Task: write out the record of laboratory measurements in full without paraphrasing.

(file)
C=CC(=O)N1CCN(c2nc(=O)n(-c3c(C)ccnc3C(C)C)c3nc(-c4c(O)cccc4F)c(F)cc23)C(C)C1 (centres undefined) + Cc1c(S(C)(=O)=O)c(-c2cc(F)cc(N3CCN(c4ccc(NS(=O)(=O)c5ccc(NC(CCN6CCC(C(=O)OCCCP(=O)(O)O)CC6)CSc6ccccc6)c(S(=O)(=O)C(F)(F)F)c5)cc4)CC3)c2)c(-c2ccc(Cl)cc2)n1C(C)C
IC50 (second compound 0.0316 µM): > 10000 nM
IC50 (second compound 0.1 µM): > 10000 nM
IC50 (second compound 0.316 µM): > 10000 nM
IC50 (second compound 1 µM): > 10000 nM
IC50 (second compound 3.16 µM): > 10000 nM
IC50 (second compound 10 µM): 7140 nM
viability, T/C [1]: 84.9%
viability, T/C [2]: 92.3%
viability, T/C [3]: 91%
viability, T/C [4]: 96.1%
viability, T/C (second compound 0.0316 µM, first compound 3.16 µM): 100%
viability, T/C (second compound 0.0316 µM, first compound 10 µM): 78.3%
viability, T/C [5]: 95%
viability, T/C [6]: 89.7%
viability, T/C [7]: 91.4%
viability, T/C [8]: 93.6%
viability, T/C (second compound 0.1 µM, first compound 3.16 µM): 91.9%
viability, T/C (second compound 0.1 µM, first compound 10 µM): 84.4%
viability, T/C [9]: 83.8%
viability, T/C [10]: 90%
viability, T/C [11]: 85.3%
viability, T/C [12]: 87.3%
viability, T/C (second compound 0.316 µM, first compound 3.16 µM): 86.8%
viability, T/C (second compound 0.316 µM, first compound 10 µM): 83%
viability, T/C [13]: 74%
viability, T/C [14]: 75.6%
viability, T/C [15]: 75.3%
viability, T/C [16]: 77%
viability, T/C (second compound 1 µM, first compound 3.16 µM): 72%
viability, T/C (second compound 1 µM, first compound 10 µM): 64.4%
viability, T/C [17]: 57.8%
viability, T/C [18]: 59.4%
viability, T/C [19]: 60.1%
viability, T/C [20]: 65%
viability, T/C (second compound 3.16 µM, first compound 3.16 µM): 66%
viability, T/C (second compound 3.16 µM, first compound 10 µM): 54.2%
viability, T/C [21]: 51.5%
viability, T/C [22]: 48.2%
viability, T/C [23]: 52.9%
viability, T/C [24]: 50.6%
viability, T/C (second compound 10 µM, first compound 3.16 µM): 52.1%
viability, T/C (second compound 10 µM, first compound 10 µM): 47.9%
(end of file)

C=CC(=O)N1CCN(c2nc(=O)n(-c3c(C)ccnc3C(C)C)c3nc(-c4c(O)cccc4F)c(F)cc23)C(C)C1 (centres undefined) + Cc1c(S(C)(=O)=O)c(-c2cc(F)cc(N3CCN(c4ccc(NS(=O)(=O)c5ccc(NC(CCN6CCC(C(=O)OCCCP(=O)(O)O)CC6)CSc6ccccc6)c(S(=O)(=O)C(F)(F)F)c5)cc4)CC3)c2)c(-c2ccc(Cl)cc2)n1C(C)C
IC50 (second compound 0.0316 µM): > 10000 nM
IC50 (second compound 0.1 µM): > 10000 nM
IC50 (second compound 0.316 µM): > 10000 nM
IC50 (second compound 1 µM): > 10000 nM
IC50 (second compound 3.16 µM): > 10000 nM
IC50 (second compound 10 µM): 7140 nM
viability, T/C [1]: 84.9%
viability, T/C [2]: 92.3%
viability, T/C [3]: 91%
viability, T/C [4]: 96.1%
viability, T/C (second compound 0.0316 µM, first compound 3.16 µM): 100%
viability, T/C (second compound 0.0316 µM, first compound 10 µM): 78.3%
viability, T/C [5]: 95%
viability, T/C [6]: 89.7%
viability, T/C [7]: 91.4%
viability, T/C [8]: 93.6%
viability, T/C (second compound 0.1 µM, first compound 3.16 µM): 91.9%
viability, T/C (second compound 0.1 µM, first compound 10 µM): 84.4%
viability, T/C [9]: 83.8%
viability, T/C [10]: 90%
viability, T/C [11]: 85.3%
viability, T/C [12]: 87.3%
viability, T/C (second compound 0.316 µM, first compound 3.16 µM): 86.8%
viability, T/C (second compound 0.316 µM, first compound 10 µM): 83%
viability, T/C [13]: 74%
viability, T/C [14]: 75.6%
viability, T/C [15]: 75.3%
viability, T/C [16]: 77%
viability, T/C (second compound 1 µM, first compound 3.16 µM): 72%
viability, T/C (second compound 1 µM, first compound 10 µM): 64.4%
viability, T/C [17]: 57.8%
viability, T/C [18]: 59.4%
viability, T/C [19]: 60.1%
viability, T/C [20]: 65%
viability, T/C (second compound 3.16 µM, first compound 3.16 µM): 66%
viability, T/C (second compound 3.16 µM, first compound 10 µM): 54.2%
viability, T/C [21]: 51.5%
viability, T/C [22]: 48.2%
viability, T/C [23]: 52.9%
viability, T/C [24]: 50.6%
viability, T/C (second compound 10 µM, first compound 3.16 µM): 52.1%
viability, T/C (second compound 10 µM, first compound 10 µM): 47.9%